by Hans Wienhold
One slow afternoon, I was given a delivery order. The instructions were to pick up a prepaid order from The Love Shop on Parkdale Ave. N. The bag they handed me contained some lubricant and a red wig. It was to be delivered to a motel in Stoney Creek.
At the motel, I found the unit number and knocked on the door. That something weird followed was a bit weird, even for the cab business. A short dude opened the door. Like the other Man of Hamilton, he was shirtless, covered in tattoos, and his hair was buzzed. I thought it was Charles Manson.
He left the door ajar as he went to get the money. As I waited, I noticed a ratty-looking attaché case on a table or counter. It was full of rusty tools and cutlery.
The trip was, otherwise, uneventful. I don’t know about the wig, but the lubricant must have been for the tools. Maybe he was going to barber school or something.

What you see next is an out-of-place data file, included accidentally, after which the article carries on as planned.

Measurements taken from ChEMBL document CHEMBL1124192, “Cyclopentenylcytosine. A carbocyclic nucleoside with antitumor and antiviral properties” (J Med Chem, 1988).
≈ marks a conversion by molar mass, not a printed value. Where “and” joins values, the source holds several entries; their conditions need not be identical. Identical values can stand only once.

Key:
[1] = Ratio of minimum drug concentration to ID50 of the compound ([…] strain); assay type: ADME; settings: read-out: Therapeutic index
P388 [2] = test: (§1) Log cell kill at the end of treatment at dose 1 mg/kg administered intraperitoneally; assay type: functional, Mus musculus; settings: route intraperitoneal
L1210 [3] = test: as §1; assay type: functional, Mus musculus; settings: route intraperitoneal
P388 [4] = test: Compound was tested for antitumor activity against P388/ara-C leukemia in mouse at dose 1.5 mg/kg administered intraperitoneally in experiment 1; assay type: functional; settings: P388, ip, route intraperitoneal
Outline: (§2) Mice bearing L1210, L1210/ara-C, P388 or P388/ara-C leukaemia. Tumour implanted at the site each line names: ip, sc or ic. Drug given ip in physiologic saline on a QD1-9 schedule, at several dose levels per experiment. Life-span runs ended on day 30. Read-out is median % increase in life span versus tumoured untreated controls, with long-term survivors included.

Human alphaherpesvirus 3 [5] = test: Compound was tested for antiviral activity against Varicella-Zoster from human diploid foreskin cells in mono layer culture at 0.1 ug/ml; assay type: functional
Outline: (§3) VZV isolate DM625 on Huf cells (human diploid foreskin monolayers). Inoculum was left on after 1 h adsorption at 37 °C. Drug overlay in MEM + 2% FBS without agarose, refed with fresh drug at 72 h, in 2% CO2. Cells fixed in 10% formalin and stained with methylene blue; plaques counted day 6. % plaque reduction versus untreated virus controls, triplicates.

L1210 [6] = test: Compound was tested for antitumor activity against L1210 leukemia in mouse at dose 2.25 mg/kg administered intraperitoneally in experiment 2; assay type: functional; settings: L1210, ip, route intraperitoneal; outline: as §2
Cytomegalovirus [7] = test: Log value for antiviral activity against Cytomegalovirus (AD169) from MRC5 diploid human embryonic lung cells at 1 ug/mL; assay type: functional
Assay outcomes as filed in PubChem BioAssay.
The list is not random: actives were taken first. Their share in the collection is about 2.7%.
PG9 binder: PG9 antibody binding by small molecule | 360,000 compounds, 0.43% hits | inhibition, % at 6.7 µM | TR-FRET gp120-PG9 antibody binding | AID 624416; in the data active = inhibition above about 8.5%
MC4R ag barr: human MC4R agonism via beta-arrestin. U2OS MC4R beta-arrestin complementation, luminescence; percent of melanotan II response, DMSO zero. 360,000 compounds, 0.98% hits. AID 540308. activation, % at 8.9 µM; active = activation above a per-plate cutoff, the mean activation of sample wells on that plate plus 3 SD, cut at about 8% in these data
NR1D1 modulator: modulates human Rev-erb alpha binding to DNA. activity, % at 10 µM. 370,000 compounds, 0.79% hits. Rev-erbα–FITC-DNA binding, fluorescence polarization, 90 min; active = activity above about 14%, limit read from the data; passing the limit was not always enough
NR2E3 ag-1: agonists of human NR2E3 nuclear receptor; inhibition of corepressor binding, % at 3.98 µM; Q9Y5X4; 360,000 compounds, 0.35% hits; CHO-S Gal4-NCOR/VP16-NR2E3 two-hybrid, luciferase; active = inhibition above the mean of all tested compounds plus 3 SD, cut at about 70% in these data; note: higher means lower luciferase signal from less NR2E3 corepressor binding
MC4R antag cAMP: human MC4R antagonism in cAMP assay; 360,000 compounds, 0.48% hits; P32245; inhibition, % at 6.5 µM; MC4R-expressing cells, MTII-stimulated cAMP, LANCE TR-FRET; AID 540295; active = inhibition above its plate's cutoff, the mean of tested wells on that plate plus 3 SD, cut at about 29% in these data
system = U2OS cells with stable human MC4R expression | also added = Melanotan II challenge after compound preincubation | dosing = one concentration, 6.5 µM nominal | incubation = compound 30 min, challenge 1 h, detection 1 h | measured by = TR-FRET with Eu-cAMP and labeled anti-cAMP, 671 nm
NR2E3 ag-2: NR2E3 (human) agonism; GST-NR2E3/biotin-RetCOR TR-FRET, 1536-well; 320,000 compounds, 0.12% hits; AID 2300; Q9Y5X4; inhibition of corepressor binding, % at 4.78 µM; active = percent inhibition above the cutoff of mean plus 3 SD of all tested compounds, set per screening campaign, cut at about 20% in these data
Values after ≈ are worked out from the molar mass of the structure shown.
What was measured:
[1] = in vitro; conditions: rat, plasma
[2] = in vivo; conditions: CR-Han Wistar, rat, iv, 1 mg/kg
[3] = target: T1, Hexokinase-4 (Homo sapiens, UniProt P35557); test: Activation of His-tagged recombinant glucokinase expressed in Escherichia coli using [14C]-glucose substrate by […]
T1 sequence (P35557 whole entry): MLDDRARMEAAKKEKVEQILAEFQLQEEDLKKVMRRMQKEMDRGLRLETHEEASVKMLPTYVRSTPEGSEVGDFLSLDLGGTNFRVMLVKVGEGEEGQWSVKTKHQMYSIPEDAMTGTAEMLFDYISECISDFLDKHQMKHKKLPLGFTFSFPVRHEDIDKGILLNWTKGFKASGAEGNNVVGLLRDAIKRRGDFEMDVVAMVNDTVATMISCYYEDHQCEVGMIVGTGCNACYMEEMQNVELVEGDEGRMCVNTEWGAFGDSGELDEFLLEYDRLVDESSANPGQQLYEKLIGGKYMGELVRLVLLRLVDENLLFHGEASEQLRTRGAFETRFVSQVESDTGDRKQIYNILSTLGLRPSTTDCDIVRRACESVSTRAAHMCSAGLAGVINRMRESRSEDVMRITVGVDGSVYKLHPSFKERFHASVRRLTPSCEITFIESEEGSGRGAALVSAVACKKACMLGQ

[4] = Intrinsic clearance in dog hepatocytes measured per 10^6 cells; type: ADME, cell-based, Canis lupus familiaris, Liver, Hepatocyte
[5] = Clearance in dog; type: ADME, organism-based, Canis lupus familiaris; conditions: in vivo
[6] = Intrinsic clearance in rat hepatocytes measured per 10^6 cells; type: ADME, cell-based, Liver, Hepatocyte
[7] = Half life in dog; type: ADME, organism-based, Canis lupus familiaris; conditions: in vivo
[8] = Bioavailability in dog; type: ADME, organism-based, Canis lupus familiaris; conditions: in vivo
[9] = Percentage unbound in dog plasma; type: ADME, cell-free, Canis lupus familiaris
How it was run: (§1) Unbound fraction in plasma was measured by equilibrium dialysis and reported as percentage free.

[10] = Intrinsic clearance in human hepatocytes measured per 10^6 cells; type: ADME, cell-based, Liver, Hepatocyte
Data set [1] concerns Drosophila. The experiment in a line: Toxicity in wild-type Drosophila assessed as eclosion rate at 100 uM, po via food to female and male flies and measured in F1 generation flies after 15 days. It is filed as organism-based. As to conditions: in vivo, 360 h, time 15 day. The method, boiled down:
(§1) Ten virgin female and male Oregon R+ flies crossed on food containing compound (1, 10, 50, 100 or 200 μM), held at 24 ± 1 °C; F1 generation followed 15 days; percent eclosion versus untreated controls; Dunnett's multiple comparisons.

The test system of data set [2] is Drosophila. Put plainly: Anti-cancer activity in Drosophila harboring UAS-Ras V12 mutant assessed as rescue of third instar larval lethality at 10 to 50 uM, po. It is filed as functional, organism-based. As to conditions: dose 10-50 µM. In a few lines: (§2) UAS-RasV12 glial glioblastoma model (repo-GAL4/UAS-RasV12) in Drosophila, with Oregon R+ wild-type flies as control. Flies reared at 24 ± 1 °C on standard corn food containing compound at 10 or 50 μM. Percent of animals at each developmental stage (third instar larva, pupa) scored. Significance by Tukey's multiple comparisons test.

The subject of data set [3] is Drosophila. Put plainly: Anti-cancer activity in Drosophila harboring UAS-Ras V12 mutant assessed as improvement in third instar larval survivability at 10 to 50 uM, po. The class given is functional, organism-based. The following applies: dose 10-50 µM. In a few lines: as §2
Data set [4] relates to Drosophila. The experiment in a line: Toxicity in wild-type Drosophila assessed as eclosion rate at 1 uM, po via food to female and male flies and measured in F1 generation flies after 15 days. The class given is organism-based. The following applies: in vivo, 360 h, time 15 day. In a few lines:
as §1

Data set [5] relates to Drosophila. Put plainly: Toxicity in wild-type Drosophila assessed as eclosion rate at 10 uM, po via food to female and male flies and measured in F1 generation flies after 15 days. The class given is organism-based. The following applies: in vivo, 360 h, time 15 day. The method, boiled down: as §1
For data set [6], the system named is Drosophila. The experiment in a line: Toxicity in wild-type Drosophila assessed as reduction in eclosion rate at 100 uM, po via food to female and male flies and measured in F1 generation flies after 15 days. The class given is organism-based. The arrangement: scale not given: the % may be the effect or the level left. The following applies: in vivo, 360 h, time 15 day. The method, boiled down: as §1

On my way back to Hamilton, the dispatcher called me again, asking me if I would like to fulfill another order for Mr. Manson.
Ordinarily, dispatchers hate it when drivers reject orders without good reason. Over the years, I had assembled a toolbox full of convenient lies for use in such situations, but this time, I told the truth. I told them I would rather not go back there because the guy gave me the creeps. The response was, “I know what you mean.”
And that was that.
Nothing I saw over the years is particularly unique. Cops, paramedics, firemen, telephone and TV installation guys, and coroners all have similar stories to tell.
Wienhold identifies as a Welfare Recipient at Senior’s Welfare; Self-Employed; and also, a Climate Scientist at BS Detective Services.